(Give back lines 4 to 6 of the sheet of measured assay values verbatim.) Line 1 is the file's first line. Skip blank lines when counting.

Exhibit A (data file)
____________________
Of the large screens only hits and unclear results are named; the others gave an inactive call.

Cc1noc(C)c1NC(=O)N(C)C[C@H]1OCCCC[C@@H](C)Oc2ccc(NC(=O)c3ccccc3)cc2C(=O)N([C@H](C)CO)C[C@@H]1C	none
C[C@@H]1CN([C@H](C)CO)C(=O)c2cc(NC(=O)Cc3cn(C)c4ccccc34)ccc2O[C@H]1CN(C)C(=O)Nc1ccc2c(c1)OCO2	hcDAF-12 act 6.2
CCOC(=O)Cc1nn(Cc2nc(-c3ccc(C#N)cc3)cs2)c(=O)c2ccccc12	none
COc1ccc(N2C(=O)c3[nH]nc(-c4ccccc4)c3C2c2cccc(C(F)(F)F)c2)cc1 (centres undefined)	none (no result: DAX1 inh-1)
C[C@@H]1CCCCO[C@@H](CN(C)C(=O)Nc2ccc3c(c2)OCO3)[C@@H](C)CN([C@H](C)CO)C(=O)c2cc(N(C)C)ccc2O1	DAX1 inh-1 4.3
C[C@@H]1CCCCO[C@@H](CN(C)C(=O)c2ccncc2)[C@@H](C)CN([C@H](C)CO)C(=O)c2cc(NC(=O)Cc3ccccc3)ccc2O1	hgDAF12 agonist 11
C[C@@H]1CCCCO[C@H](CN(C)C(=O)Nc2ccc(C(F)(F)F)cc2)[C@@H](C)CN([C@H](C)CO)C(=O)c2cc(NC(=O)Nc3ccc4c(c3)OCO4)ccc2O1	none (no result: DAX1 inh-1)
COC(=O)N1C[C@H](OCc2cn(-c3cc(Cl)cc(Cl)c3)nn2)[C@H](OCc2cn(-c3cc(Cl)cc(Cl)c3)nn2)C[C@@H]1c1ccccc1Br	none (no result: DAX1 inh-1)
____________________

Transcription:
CCOC(=O)Cc1nn(Cc2nc(-c3ccc(C#N)cc3)cs2)c(=O)c2ccccc12	none
COc1ccc(N2C(=O)c3[nH]nc(-c4ccccc4)c3C2c2cccc(C(F)(F)F)c2)cc1 (centres undefined)	none (no result: DAX1 inh-1)
C[C@@H]1CCCCO[C@@H](CN(C)C(=O)Nc2ccc3c(c2)OCO3)[C@@H](C)CN([C@H](C)CO)C(=O)c2cc(N(C)C)ccc2O1	DAX1 inh-1 4.3